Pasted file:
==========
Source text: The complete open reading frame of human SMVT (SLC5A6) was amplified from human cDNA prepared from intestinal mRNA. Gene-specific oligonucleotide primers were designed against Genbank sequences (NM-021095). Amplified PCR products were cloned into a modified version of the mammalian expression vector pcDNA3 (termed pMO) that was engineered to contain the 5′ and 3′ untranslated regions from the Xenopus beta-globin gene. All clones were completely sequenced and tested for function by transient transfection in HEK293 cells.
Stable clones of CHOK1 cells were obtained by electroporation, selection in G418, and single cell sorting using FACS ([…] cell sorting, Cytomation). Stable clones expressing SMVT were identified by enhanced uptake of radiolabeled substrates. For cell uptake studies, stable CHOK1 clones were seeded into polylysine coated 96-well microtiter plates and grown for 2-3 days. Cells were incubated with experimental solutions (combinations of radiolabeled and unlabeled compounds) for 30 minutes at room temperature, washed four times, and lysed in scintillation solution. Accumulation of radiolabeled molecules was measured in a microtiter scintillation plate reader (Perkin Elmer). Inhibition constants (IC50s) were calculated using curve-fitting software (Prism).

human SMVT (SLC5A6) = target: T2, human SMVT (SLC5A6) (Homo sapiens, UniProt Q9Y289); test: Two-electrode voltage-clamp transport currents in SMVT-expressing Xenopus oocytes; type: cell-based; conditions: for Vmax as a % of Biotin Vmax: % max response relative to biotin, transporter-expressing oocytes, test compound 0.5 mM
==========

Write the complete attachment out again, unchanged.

Source text: The complete open reading frame of human SMVT (SLC5A6) was amplified from human cDNA prepared from intestinal mRNA. Gene-specific oligonucleotide primers were designed against Genbank sequences (NM-021095). Amplified PCR products were cloned into a modified version of the mammalian expression vector pcDNA3 (termed pMO) that was engineered to contain the 5′ and 3′ untranslated regions from the Xenopus beta-globin gene. All clones were completely sequenced and tested for function by transient transfection in HEK293 cells.
Stable clones of CHOK1 cells were obtained by electroporation, selection in G418, and single cell sorting using FACS ([…] cell sorting, Cytomation). Stable clones expressing SMVT were identified by enhanced uptake of radiolabeled substrates. For cell uptake studies, stable CHOK1 clones were seeded into polylysine coated 96-well microtiter plates and grown for 2-3 days. Cells were incubated with experimental solutions (combinations of radiolabeled and unlabeled compounds) for 30 minutes at room temperature, washed four times, and lysed in scintillation solution. Accumulation of radiolabeled molecules was measured in a microtiter scintillation plate reader (Perkin Elmer). Inhibition constants (IC50s) were calculated using curve-fitting software (Prism).

human SMVT (SLC5A6) = target: T2, human SMVT (SLC5A6) (Homo sapiens, UniProt Q9Y289); test: Two-electrode voltage-clamp transport currents in SMVT-expressing Xenopus oocytes; type: cell-based; conditions: for Vmax as a % of Biotin Vmax: % max response relative to biotin, transporter-expressing oocytes, test compound 0.5 mM